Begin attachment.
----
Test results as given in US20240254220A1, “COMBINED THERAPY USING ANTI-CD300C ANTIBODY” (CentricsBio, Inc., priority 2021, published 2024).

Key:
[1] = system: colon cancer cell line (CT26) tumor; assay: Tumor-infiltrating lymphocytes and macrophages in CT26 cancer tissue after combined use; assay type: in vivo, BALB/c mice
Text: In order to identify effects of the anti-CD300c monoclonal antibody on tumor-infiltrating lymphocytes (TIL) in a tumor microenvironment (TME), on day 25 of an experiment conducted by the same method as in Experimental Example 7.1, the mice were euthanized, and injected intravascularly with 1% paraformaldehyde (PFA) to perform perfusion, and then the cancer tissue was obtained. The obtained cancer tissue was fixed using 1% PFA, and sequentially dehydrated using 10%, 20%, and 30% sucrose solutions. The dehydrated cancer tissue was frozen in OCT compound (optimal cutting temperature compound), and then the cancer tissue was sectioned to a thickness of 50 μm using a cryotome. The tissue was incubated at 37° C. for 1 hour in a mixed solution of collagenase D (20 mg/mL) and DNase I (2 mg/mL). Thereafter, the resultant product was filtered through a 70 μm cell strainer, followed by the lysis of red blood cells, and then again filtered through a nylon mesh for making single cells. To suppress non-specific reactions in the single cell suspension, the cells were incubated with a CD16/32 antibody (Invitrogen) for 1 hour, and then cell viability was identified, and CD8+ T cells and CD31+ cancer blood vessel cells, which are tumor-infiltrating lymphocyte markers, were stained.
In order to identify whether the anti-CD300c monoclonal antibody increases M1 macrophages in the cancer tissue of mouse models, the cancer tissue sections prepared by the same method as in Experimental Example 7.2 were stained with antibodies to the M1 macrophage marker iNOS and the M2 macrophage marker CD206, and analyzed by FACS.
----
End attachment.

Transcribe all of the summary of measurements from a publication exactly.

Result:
Test results as given in US20240254220A1, “COMBINED THERAPY USING ANTI-CD300C ANTIBODY” (CentricsBio, Inc., priority 2021, published 2024).

Key:
[1] = system: colon cancer cell line (CT26) tumor; assay: Tumor-infiltrating lymphocytes and macrophages in CT26 cancer tissue after combined use; assay type: in vivo, BALB/c mice
Text: In order to identify effects of the anti-CD300c monoclonal antibody on tumor-infiltrating lymphocytes (TIL) in a tumor microenvironment (TME), on day 25 of an experiment conducted by the same method as in Experimental Example 7.1, the mice were euthanized, and injected intravascularly with 1% paraformaldehyde (PFA) to perform perfusion, and then the cancer tissue was obtained. The obtained cancer tissue was fixed using 1% PFA, and sequentially dehydrated using 10%, 20%, and 30% sucrose solutions. The dehydrated cancer tissue was frozen in OCT compound (optimal cutting temperature compound), and then the cancer tissue was sectioned to a thickness of 50 μm using a cryotome. The tissue was incubated at 37° C. for 1 hour in a mixed solution of collagenase D (20 mg/mL) and DNase I (2 mg/mL). Thereafter, the resultant product was filtered through a 70 μm cell strainer, followed by the lysis of red blood cells, and then again filtered through a nylon mesh for making single cells. To suppress non-specific reactions in the single cell suspension, the cells were incubated with a CD16/32 antibody (Invitrogen) for 1 hour, and then cell viability was identified, and CD8+ T cells and CD31+ cancer blood vessel cells, which are tumor-infiltrating lymphocyte markers, were stained.
In order to identify whether the anti-CD300c monoclonal antibody increases M1 macrophages in the cancer tissue of mouse models, the cancer tissue sections prepared by the same method as in Experimental Example 7.2 were stained with antibodies to the M1 macrophage marker iNOS and the M2 macrophage marker CD206, and analyzed by FACS.